Art teacher Bob Mowery's career palette has included letter carrier, mail clerk, quality life coordinator, landscape architect and educator.

Art teacher Bob Mowery's career palette has included letter carrier, mail clerk, quality life coordinator, landscape architect and educator.

He officially will retire from his role as Johnstown-Monroe High School's art teacher on July 31 after 18 years.

Though the 64-year-old has been a one-person program, he said, he has been able to lay a foundation for the nearly 3,600 students who have passed through his classroom doors.

"The Columbus College of Art and Design says they (his former students) come there with a good foundation," he said. "I can't compete with Upper Arlington or Dublin, where there's three or four art teachers. I don't have the stuff. But when I did student teaching at Fort Hayes, I picked their brains about what kids needed."

Mowery said he utilized everything he had learned from prior jobs before joining the Johnstown staff in the 1996-97 school year. He said he always knew he wanted to teach.

He received his bachelor's degree in fine arts from Bowling Green State University and continued his studies elsewhere.

"I thought if I had a wide variety of artistic background, it would open doors," he said.

He took some art education classes at the Ohio State University, but midway through a term, OSU started a new program, and students were required to go into a master's program.

"I only needed one or two more credits to finish," he said. "They wouldn't grandfather me in so I went to Ohio Dominican (University). It was a great school. Ohio Dominican taught me how to teach. I still use some ideas I learned in college. It was a great place to get an education."

After receiving his teaching certificate, Mowery said, a saw pair of job openings. Johnstown was the one he pursued.

The job was supposed to be temporary to fill in for a teacher on maternity leave, but it became full time in a matter of months.

Mowery said his motto, posted above his desk, is "Drawing is the genesis of all art."

"I've been able to teach all aspects," he said. "I recently got into stone sculpting. It's intense. I also like illustrations and cartooning. It makes people laugh. You can do goofy things with it. I still dabble in landscape architecture."

The New Albany resident said it's most rewarding to see students apply the techniques he taught them and then see them do well.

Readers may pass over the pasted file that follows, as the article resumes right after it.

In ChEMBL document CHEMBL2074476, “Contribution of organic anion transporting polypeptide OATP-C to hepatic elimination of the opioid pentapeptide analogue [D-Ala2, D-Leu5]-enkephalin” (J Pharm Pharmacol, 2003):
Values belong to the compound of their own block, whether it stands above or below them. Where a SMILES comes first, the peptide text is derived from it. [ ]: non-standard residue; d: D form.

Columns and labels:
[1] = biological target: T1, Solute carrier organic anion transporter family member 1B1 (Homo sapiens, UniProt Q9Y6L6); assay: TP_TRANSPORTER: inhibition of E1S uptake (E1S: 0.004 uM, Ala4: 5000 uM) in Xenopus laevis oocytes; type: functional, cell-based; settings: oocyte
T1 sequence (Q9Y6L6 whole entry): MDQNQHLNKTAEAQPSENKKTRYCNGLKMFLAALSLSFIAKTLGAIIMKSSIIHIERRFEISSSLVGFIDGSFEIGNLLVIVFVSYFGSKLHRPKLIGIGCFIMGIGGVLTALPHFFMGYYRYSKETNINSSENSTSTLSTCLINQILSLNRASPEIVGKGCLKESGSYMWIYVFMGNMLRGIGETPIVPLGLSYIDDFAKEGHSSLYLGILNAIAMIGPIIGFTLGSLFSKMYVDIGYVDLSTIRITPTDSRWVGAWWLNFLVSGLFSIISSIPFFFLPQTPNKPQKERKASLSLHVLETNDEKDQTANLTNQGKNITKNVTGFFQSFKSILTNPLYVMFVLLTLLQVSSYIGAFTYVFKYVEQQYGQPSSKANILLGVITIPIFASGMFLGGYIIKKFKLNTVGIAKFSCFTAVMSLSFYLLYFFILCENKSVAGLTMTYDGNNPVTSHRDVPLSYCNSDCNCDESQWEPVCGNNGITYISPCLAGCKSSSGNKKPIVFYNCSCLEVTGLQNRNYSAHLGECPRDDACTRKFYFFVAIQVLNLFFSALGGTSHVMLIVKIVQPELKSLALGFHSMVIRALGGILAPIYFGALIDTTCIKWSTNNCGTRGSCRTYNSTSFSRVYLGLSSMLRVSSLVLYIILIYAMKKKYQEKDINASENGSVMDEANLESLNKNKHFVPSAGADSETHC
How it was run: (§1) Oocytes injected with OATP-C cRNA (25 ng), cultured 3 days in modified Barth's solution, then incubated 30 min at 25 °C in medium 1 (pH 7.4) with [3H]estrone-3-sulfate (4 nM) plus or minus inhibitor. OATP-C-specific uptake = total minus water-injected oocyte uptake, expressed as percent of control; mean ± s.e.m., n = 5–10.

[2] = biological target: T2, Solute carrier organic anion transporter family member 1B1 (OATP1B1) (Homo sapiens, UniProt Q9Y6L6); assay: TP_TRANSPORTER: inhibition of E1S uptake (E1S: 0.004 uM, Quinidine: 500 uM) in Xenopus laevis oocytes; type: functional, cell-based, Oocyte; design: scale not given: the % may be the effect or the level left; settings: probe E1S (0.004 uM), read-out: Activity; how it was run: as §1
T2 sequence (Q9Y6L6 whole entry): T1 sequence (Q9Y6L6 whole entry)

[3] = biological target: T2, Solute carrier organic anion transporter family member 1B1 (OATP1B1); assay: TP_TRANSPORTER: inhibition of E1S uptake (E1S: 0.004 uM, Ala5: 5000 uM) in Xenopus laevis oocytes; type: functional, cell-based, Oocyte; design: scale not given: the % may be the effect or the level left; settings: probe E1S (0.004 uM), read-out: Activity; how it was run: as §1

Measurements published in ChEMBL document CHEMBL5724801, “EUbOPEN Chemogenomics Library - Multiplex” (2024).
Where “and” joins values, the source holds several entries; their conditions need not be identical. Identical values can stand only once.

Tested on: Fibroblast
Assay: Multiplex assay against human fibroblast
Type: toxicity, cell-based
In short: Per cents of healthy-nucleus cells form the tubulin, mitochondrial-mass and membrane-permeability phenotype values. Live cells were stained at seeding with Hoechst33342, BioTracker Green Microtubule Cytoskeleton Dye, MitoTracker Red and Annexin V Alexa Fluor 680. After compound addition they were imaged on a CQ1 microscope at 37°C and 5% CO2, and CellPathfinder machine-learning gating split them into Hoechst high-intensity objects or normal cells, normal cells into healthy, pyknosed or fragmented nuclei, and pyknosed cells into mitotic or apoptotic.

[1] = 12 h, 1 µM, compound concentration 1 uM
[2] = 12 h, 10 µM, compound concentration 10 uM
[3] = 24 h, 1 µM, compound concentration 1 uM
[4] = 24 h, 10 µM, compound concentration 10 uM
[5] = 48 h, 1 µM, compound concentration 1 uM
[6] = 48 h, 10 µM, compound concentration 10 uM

"It's like seeing a seed that blossoms," he said. "You can't put a price tag on that. They don't realize they have that talent."

Senior Lalah Mills has taken most of Mowery's classes.

"He first started influencing me when I drew flowers," she said. "He came by and said it looked wonderful. He taught me things I didn't know. I learned how to paint."

Mills said Mowery takes time out of his day to help anyone. She has taken three of his classes this year.

"I (draw) owls a lot, and he helped teach me how to make them artsy," she said. "You want to be like him. He pushes people, helping them find their way. He's a wonderful teacher."

Mowery said he hopes his students have learned to never give up.

"Hard work always beats those who don't work hard," he said. "That's my philosophy."

Algebra and math teacher Chris Carlisle, who's also head golf coach, has known Mowery for 10 years. He said he has appreciated Mowery's special touches, using his calligraphy skills to write athletes' names on achievement certificates or commemorating special game balls.

"When I coached middle school track, he helped with the discus throw," Carlisle said. "He knew more about that. People don't understand the amount of time he has given without any fanfare at all."

He said students are surprised to learn on Veterans Day that Mowery is a veteran because he doesn't bring attention to himself.

"He wears a T-shirt that's an American flag on Veterans Day," Carlisle said.

He said Mowery also has a touch for bringing the talent out of students and making them better.

"He has made a world of difference," Carlisle said. "I'm thankful for his friendship."

Mowery and his wife, Joanne Adams, a medical illustrator, use the Cultural Arts Center in Columbus.

"They have a wide array of adult education classes," he said. "I took a class there in the summer. I learned so much."

Mowery said he decided to retire because of heath issues and to help baby-sit his new granddaughter.

"I will do more of my own artwork, landscaping, gardening and yard work," he said. "A number of people in town asked if I would do private tutoring or teaching."

Mowery also has his eye on the old train station near the former Johnstown Feedmill, he said.

"That would be the ideal place for an art station," he said. "It would be a great art depot to teach art. It could be a community thing. People could teach different types of art. A community art center would be phenomenal."